Upon learning of the attacks in Paris,
the Most Reverend Peter A. Libasci, Bishop of Manchester,
made the following statement:
"As we continue to receive news from Paris of yet another brutal attack on innocent people, one can only be stunned by the grave depravity that leads someone to commit such a horrific act. The terrible things that corrupt and twist the mind, leading it to turn a human being to such inhuman behavior must be seen for what they are: manifestations of an evil that is rampant in the world; an evil that teaches, nurtures, encourages, and abets behavior that results in the loss of life and the loss of a soul.
"Today I am asking every Catholic in our Diocese, along with all people of good will, to join with me in prayer for the people of Paris, that they may comforted during their time of mourning. Let all of us be of one heart and one mind in making reparation for sin that infests a society and allows evil to thrive, and in asking God to lift this sorrow from our world.
"And let these prayers not be ad hoc over and over again, but an on-going covenant of prayer, right judgement and Christian witness against every kind of evil that seeks the ruin of souls."
Bishop Libasci's Statement on the Syrian Refugee Crisis:
Here in New Hampshire, we are far away from the violence of the Middle East. The images we see do not capture the enormity of the refugee crisis, the more than 4.2 million people who have fled Syria, and the estimated 7.6 million who are displaced within their own country. Many observers, including Pope Francis, have said that this is the largest humanitarian crisis since World War II.
One week ago today, innocent victims in Paris were terrorized by violent extremists. I continue to offer my prayers and support for the people of France. The crisis continues and so does our heartfelt concern for all those coping in the aftermath of these terrorist attacks.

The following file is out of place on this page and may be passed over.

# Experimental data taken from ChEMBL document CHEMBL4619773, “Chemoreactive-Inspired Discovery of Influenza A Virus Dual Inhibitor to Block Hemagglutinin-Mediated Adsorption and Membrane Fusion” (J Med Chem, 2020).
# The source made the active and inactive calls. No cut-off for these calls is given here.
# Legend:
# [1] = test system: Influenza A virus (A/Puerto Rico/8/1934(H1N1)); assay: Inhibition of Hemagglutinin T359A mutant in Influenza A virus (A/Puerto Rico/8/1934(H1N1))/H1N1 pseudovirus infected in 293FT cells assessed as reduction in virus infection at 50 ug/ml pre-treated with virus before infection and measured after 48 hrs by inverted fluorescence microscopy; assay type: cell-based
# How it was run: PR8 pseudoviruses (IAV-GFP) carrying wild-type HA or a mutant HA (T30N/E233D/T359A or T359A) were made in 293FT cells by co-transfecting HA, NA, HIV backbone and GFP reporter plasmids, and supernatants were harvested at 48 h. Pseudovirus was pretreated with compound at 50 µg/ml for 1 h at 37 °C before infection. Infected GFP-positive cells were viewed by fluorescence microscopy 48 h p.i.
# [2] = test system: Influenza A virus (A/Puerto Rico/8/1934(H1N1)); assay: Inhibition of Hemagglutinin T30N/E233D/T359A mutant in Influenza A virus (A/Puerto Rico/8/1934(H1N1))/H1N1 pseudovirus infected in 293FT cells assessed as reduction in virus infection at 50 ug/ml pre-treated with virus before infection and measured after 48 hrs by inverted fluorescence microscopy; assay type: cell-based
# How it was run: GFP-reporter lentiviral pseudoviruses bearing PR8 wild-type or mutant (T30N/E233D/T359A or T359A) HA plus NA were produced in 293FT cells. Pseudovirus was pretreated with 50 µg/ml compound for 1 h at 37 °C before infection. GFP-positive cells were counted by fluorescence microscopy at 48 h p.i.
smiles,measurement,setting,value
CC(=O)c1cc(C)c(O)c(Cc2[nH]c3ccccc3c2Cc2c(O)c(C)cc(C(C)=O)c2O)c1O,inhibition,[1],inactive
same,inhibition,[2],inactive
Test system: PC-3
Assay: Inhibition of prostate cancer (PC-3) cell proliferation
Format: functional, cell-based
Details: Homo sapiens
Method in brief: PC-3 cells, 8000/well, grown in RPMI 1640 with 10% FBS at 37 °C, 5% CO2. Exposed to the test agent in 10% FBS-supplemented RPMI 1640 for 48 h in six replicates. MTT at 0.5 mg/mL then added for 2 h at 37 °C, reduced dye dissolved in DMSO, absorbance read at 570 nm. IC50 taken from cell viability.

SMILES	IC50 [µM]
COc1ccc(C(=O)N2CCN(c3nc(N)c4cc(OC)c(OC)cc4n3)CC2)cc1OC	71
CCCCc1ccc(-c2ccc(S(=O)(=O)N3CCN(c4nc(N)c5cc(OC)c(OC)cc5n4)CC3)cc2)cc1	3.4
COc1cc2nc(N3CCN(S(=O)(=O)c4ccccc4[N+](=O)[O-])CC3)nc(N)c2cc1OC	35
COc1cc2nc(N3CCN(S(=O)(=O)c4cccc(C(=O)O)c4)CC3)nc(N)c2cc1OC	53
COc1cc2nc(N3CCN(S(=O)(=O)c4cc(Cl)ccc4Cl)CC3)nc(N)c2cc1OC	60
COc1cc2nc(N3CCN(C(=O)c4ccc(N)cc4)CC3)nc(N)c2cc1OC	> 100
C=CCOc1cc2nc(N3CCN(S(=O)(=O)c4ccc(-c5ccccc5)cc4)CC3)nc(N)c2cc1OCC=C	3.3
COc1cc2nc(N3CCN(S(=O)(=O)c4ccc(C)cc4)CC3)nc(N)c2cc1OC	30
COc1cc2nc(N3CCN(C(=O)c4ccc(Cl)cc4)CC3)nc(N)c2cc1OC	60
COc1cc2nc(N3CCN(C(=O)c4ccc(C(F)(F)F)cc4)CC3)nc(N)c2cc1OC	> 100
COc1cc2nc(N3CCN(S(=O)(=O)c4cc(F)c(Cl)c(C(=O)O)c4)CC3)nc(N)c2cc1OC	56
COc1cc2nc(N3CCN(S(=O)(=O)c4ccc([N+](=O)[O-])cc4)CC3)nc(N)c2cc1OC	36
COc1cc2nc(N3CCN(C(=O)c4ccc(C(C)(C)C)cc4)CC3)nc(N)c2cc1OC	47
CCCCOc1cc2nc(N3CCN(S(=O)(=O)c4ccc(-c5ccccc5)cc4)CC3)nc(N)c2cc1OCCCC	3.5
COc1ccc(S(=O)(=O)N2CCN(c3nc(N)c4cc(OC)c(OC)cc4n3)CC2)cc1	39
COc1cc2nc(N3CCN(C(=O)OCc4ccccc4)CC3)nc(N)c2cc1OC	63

In our shrinking world, events many miles away do impact us here in New Hampshire. In reaction to the Paris attacks, many political leaders have called for the United States to deny entry to those seeking refuge from religious persecution and brutal violence in Syria. The questions and concerns that have been raised are understandable because we all want to keep our nation, our families safe. And for reasons of security, it is necessary to continue to carefully screen those seeking asylum. But we also are called to respond with compassion to those who are resettled in the United States. The Catholic Church in New Hampshire, through Catholic Charities New Hampshire and other ministries, stands ready to offer our assistance to refugees who may come to the Granite State seeking asylum from Syria. I ask the people of New Hampshire to consider the stories of the persecution these poor souls have suffered and to learn more about the existing security screening required before refugees may resettle in the United States.
I urge our elected officials, the Catholics of the Diocese of Manchester, and all people of good will to welcome those who travel here fleeing persecution in other countries, including refugees seeking asylum from Syria. We can continue to be a country that resettles refugees of all faiths while continuing to ensure the safety of our nation and its citizens. We are not required to choose, and we can do both.
Even though we as individuals cannot stop what is happening in Iraq and Syria, we can help. Through individual acts of mercy we can, in the words of Thomas Merton, “leaven the mass of human misery with the charity and mercy of Christ” and in the aggregate we can overcome evil by doing good. I pray that the perfect love of God, as expressed in the sacrifice of his Son, Jesus Christ, may inspire in our leaders and ourselves a generous response to those fleeing the violence in the Middle East.